Running Head: SEARCHING FOR LIFE 1 Searching for Life in Our Solar System SEARCHING FOR LIFE 2 The search for life on other planets is one of the most exciting activities a scientist can undertake. Confirmation of the existence of life on other planets would force humanity to rethink its place in the universe and the role they play in it. The broader implications across the natural sciences would be transformative. Improvements in technology are allowing us to study the universe in greater depth. The progress in the field of astrobiology seems unstoppable, and it is opening us to discoveries that just a few years ago, we could not have fathomed. As a planetary body Mars shares the most geological similarities to the Earth within our solar system. Therefore, it should come as no surprise that the interest of astrobiologists has focused on the potential of Mars to currently or in the past have hosted life. Research projects center their attention on analyzing data to assess the potential viability of life on Mars, that is, its potential habitability. Pictures were taken during the first mission revealing the existence of stratified rocks that made up systems of hills and canyons. Likewise, on Earth, stratification occurs due to erosion caused by water flow that creates the conditions for fossil preservation with water content. (KQED, 2014) The existence of water on Mars at least a few billion years ago is now part of the scientific mainstream and viewed as irrefutable. The reasons are simple and evident in the photographs: stratified rocks scattered around the equator of the red planet can be seen in canyons and craters. According to Michael Meyer of NASA's biological star program, "These photographs suggest that the water remained for a long period of time" (Squyres, 2005). While the period in which water existed on Mars was not sufficient for the development of intelligent life, it could very well have served to allow for microscopic life to thrive. For example, bacteria might have existed because it is capable of living under extraordinarily high and low SEARCHING FOR LIFE 3 temperatures. This water may have helped them spread and acclimatize along the lakes that may have existed. The Global Surveyor probe has managed to take around 85,000 photographs, 500 million laser measurements, hundreds of millions of infrared profiles and hundreds of millions of gigabytes of information that have been analyzed by NASA since the beginning of the program. The program has not yet detected the presence of intelligent life on Mars. While a civilization like ours has yet to be discovered on the planet most similar to ours, it may harbor at least some of the same microscopic life that is found on Earth. Mars is a planet with scarce water, no ozone layer, inadequate oxygen, and an electromagnetic field much weaker than Earth's. If biosystems ever existed on Mars, these may no longer exist. The hope of finding traces of ancient life on Mars has dropped to almost zero because scientists have concluded from the Martian meteorite review that Mars has been frozen for about four billion years. The most propitious moment for the appearance of biosystems in our Solar System happened about 3.5 billion years ago when Mars was already an icy planet. Second, we have Saturn’s Moon Enceladus. It has surpassed Mars as the best candidate to host extraterrestrial life after the discovery of a hidden ocean inside. Few places in the Solar System are as exciting and intricate as Saturn is. Saturn has 200 moons (more than 60 with secure orbits). (Parkinson, 2008) Enceladus is one of the innermost moons of Saturn in orbit, the 14th furthest number on the planet. It is located about 2 billion kilometers away from Earth. It stands out for having a surface temperature below 200 degrees Celsius (NASA, 2017), a higher temperature than any other place besides Earth. Hypothetical life on Enceladus would have had to develop and adapt to living in complete darkness. SEARCHING FOR LIFE 4 NASA's Cassini spacecraft discovered that there is a region 300 km in diameter with an underground ocean of liquid water near the south pole of Enceladus. From there, geysers eject water jets toward the surface. The Cassini probe is capable of capturing high-precision photographs, recording subtle variations in the satellite’s mass, and measuring the mass distribution of the moon itself. Scientists noticed that Enceladus did not have enough material on the surface to have obtained the measurements it obtained concerning gravity. Therefore, it is practically a fact that Enceladus keeps an ocean in a liquid state and hidden beneath the surface, which would explain the intense gravity recorded by the probe. (NASA, 2017) According to Parkinson, the ocean of Enceladus would be between 18 and 24 km below the thick and frozen surface. The results of the probe show that surface fissures expel large organic molecules rich in carbon and hydrogen necessary for life. The presence of large complex molecules, together with liquid water and hydrothermal activity, reinforces the hypothesis that the Enceladus ocean can be a habitable environment for life. (Parkinson et al., 2008) Enceladus is so white that it absorbs very little sunlight causing it to be -200 C° (NASA, 2017). This, however, is only the case for its exterior as it has an internal heat source that causes the geysers at the south pole of Enceladus. The presence of water-soluble organic particles does not guarantee that there are life forms in Enceladus, but it is a reliable indicator that it does. The discovery should encourage scientists to send new problems aimed at analyzing Enceladus’ habitability conditions. Lastly, we have our very own planet as a reference point for the development of life in hostile environments. Scientists have discovered hundreds of hydrothermal sources around the world. The first vent was discovered in 1977 by a team that working on the Galapagos coast. The discovery was a revolution for scientific thinking about how and where life could exist. It SEARCHING FOR LIFE 5 provided strong evidence for the idea that life appeared on earth as a result of hydrothermal vents. (Martin, 2008) The hydrothermal sources are usually found near places with oceanic volcanic activity and are rich in chemical elements that can create complex organic reactions. A very hostile environment surrounds these sources since these generally do not have enough light. Due to their location in deep areas of the ocean, the pressure is very high. The steam columns emanating from the holes can contain toxic chemicals including hydrogen sulfide, poisonous to many animals. Nonetheless, these vents manage to house a large number of different creatures, such as tubeworms and crabs. A new type of bacteria has been discovered that uses toxic gases as a source of energy. The same bacteria serives as a food source for crabs, clams and tube worms. Some of the world's oldest fossils, discovered by a team led by UCL, originated from these underwater vents. (Martin, 2008) Researchers have also hypothesized that deep-sea hydrothermal vents are not exclusive to Earth. Some other planets like cold moons of Jupiter and Saturn might have similar hydrothermal vents. Different types of hydrothermal sources exist in the southern Gulf of California: black fumaroles, carbonate fireplaces and hydrothermal vents. Each environment sustains its unique animal community. (Zierenberg, 2000) Life on other planets inevitably leads us to consider the origin of life and when we consider the origin of life, the study of the history of the matter is inevitable. 90% of the Earth’s ocean floor has not yet been explored, and there are species whose habitats we do not yet understand. Just like in our solar system, there is a wide range of organic compounds within meteorites. NASA has pointed out the possibility of finding extraterrestrial life is less likely than what we believe since finding a space that has all the ideal conditions for life has proven SEARCHING FOR LIFE 6 difficult. Millions of years and suitable conditions are necessary to generate microorganisms and species on a planet. Ironically Saturn and Jupiter have served a pivotal role in allowing the existence of life on Earth by blocking it from the impact of asteroids. Although it has not yet been possible to confirm the existence of extraterrestrial life, NASA has not given up on the mission to explore new planets with the ideal conditions to support life. Areas of planet Earth that support life despite what would otherwise be deemed inhabitable conditions provides strong evidence of the existence of microorganisms in Enceladus and Mars. We conclude that the needs of life are liquid water and energy sources, which are quite common in the Solar System. We might be closer to new life, but bacteria might die before we discover it; that is the nature and mystery of life. Space exploration is one of the great adventures of our time and, for decades, scientists and astronomers have searched planets capable of harboring life. SEARCHING FOR LIFE 7 References Baross, J. A., & Hoffman, S. E. (1985). Submarine hydrothermal vents and associated gradient environments as sites for the origin and evolution of life. Origins of Life and Evolution of the Biosphere, 15(4), 327-345. KQED QUEST. (2014, November 18). Searching for Life on Mars. Retrieved February 11, 2020, from Martin, W., Baross, J., Kelley, D., & Russell, M. J. (2008). Hydrothermal vents and the origin of life. Nature Reviews Microbiology, 6(11), 805-814. McKay, C. P., Porco, C. C., Altheide, T., Davis, W. L., & Kral, T. A. (2008). The possible origin and persistence of life on Enceladus and detection of biomarkers in the plume. Astrobiology, 8(5), 909-919. McKay, D. S., Gibson, E. K., Thomas-Keprta, K. L., Vali, H., Romanek, C. S., Clemett, S. J., ... & Zare, R. N. (1996). Search for past life on Mars: possible relic biogenic activity in Martian meteorite ALH84001. Science, 273(5277), 924-930. NASA Jet Propulsion Laboratory. (2017, April 13). NASA: Ingredients for Life at Saturn’s Moon Enceladus. Retrieved February 12, 2020, from NASA. (2017, April 13). Ingredients for Life at Enceladus. Retrieved February 12, 2020, from SEARCHING FOR LIFE Ocean Explore Gov. (2017, August 25). Hydrothermal Vents: 2016 Deepwater Exploration of the Marianas. Retrieved February 12, 2020, from Parkinson, C. D., Liang, M. C., Yung, Y. L., & Kirschivnk, J. L. (2008). Habitability of Enceladus: planetary conditions for life. Origins of Life and Evolution of Biospheres, 38(4), 355-369. Zierenberg, R. A., Adams, M. W., & Arp, A. J. (2000). Life in extreme environments: Hydrothermal vents. Proceedings of the National Academy of Sciences, 97(24), 1296112962. 8 Running head: EARTH LIFE FORMS EARTH LIFEFORMS SURVIVAL ON MARS 1 EARTH LIFE FORMS 2 The potential of Mars supporting life is contentious that has fascinated scientists for years. Other than the proximity to Earth, the planet also bears some resemblance that points towards the possibility of supporting life. Some evidence suggests that during the ancient Noachian era, the planet contained liquid water that could have supported the survival of microorganisms. National Space Agency (NASA) mentioned that the Curiosity rover sent information about discovering organic compounds in rock samples from Mars (Kral et al., 2016). The rover also found boron on the planet, which is a precursor of prebiotic chemistry. Such findings point towards the possibility of some organisms from Earth to thrive under such conditions. Although the surface of Mars is covered by ionizing radiation, scientists believe that the planet's subsurface may be harboring frozen water, which is a crucial element in supporting life. Through the ability to withstand conditions of low light, salt toxicity, fewer nutrients, and extreme temperature changes, methanogens, cyanobacteria, and lichens have the potential to exist on Mars. Methanogens could survive on Mars for their anaerobic and non-photosynthetic traits. The features could enable them to subsist under the subsurface of Mars. The organisms can also tolerate perchlorate salt concentrations. Methanogens are classified under the domain Archae. They are known to utilize hydrogen as their reserve of energy and carbon (IV) Oxide as their source of carbon. They break down and release natural gas. On Erath, these microorganisms can be found in swamps; however, they can also be found in guts of herbivores and decaying matter. The evidence to back the claim regarding the ability of methanogens to withstand Martian conditions can be found in published studies. Multiple studies show different perspectives on how particular methanogen species are suited for the conditions on Mars. One study focused on Methanothermobacter wolfeii and Methanobacterium formicicum established that the two species could endure the Martian freeze-thaw cycles as replicated in the lab (Mickol & Kral, 2017). The two species were tried for their capability to tolerate the extreme Martian freeze-thaw phases that are significantly lower than their ideal growth temperatures of 37oC and 55oC for M. formicicum and M. wolfeii, respectively. The two species were selected due to their thermophile and hyperthermophile features, respectively. Although the low temperatures on Mars may limit the growth of these methanogens, they can survive. From the experiment, the microorganisms were able to resume growth and metabolism upon being subjected to their respective growth temperatures (Mickol & Kral, 2017). The findings show how these organisms can adapt to the extreme conditions on Mars. The temperature on the Martian surface fluctuates extensively, often ranging between 90oC and 27oC in a single Martian day. As such, the existence of any life form would be expected to withstand the wide temperature range (Mickol & Kral, 2017). Methanogens are among the leading candidates that could survive the extreme temperature range. Another study by Kral et al. (2016) explored the capability of methanogens to exist in perchlorate. The research was inspired by the Curiosity rover’s confirmation that the Mars surface contained perchlorate. The experiment was executed by testing the capability of methanogen species to tolerate different concentrations of perchlorate solution. The microorganisms tested included Methanosarcina barkeri and Methanobacterium formicicum as well as Methanothermobacter wolfeii. The researchers used methane production to assess methanogen growth. The findings EARTH LIFE FORMS 3 indicate that all methanogens released significant levels of methane when subjected to a maximum of 1.0 percent perchlorate (Kral et al., 2016). The evidence on the survival capability of methanogens is strong. Most of the study findings are based on laboratory experiments that subjected methanogens to Mars-like conditions replicated in the laboratory. Furthermore, there is an extensive collection of published work that supports the claim. Cyanobacteria are among the Earth's most robust life forms. They lack specialized compartments; instead, their genetic material is spread all over inside the cell. Cyanobacteria rely on molecules such as chlorophyll and phycocyanin to gather light energy. Another unique feature of these life forms is the ability to thrive in conditions with high oxygen and low oxygen concentrations (Bothe, 2019). Some cyanobacteria species are tolerant of extreme conditions such as salt toxicity, high temperatures as well UV-irradiation. The tolerance features and the ability to photosynthesize under low light determine cyanobacteria’s capability to survive Martian conditions. According to a study by Bothe (2019), certain cyanobacteria, particularly from the genus Chroococcidiopsis, are exceptional because if they have minimal nutrient requirements. The species also has a unique adaptation that enables it to meet its nitrogen requirement through nitrogen fixation. Rather than rely on water for photosynthesis, cyanobacteria can use molecular nitrogen gas. Furthermore, the evidence highlights a crucial feature that could enable cyanobacteria to withstand extreme conditions on Mars (Bothe, 2019). The Chroococcidiopsis is tolerant to desiccation. On Earth, most of these organisms have been discovered in harsh desert conditions marked by low precipitation. They safeguard themselves against intense irradiation by dwelling under the rocks in an endolithic manner of life. Additionally, Chroococcidiopsis can also withstand salt toxicity, as evidenced by the species found in salt crystals. Scholars believe that moisture that condenses on the halite crystals is adequate to support their existence. The rocky material close to the surface of Mars contains silica, which could be conducive for the growth of organisms such as cyanobacteria. Additionally, Chroococcidiopsis strains do not rely on a supply of organic nitrogen. Instead, these life forms meet the requirement for nitrogen via nitrogen fixation, where atmospheric dinitrogen molecule is converted to ammonium ion under the influence of nitrogenase enzyme (Bothe, 2019). Desiccation tolerance is another trait that could enable the microorganisms to thrive under desert-like conditions on the Mars surface. Chroococcidiopsis minimize both photosynthesis and respiration in the onset of drought. They resume normal photosynthesis once their habitat receives adequate precipitation. Poikilohydrous behavior is a vital feature that would aid the survival of cyanobacteria on Mars. Furthermore, the evidence highlights Chroococcidiopsis thermalis ability to carry out photosynthesis under low light conditions. The scientists established that the cyanobacterium species could continue to photosynthesize beyond the limit 700 nanometers wavelength (Bothe, 2019). The characteristics also support the claim regarding reliance on less biological fuel. Most of the evidence points towards Chroococcidiopsis as the cyanobacterial that is capable of withstanding the harsh conditions on Mars. Nonetheless, the claim about cyanobacteria is still controversial. Scientists are yet to establish the strain combinations with the best traits to tolerate the varying extreme conditions on Mars. Furthermore, the evidence does not EARTH LIFE FORMS 4 highlight the physiological, molecular as well as biochemical features that allow cyanobacteria molecules to dwell in specific desert habitats. Lichens are among the most robust organisms on Earth. They can exist on trees, rock surfaces as well as walls. Lichens survive through partnerships as a fungal cell interjoined with an algae or cyanobacteria cell. The combination makes it possible for lichens to tolerate extreme conditions and desiccation. They have been discovered at different altitudes as well as Polar Regions which closely resemble conditions on Mars. Scientists describe lichens as ‘extremophiles’ due to their capability to tolerate some hostile conditions on Earth, particularly in habitats such as rocks, deserts as well as dry valleys. Nonetheless, lichens exist as a composite life form (Armstrong, 2019). Their survival relies on the presence of a wide range of organisms, including cyanobacteria and multiple types of fungi. Evidence highlights that lichens have most features to qualify as a stress-tolerant organism. They have low nutrient requirements, longevity, slow growth, as well as adaptation to withstand desiccation (Armstrong, 2019). The ability to tolerate such harsh conditions entails functional and structural adaptations as well as the transition in ecological behavior. The lichen structure encompasses a fungal tissue. Cya ...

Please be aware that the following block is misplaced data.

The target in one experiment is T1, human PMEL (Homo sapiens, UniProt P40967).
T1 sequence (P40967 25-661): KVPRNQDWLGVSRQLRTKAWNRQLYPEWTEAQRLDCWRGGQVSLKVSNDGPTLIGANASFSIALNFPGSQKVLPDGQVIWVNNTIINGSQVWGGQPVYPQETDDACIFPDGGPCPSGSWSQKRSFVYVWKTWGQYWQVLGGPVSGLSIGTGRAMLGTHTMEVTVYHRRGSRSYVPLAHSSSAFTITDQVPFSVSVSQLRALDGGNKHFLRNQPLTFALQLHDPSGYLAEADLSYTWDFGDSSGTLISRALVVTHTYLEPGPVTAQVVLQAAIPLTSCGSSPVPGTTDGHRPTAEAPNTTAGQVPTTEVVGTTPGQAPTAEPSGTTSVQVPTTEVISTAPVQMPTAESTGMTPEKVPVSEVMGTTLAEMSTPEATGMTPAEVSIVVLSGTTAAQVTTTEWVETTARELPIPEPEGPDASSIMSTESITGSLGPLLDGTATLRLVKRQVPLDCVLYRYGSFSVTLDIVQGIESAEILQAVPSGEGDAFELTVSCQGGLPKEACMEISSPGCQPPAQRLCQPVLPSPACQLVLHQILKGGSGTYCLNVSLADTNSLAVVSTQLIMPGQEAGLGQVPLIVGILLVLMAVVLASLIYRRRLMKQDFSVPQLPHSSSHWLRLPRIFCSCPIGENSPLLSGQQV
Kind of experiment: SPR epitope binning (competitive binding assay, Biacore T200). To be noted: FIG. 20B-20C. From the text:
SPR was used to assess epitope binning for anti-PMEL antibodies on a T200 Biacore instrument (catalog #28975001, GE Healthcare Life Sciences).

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Search for extrasolar life proposal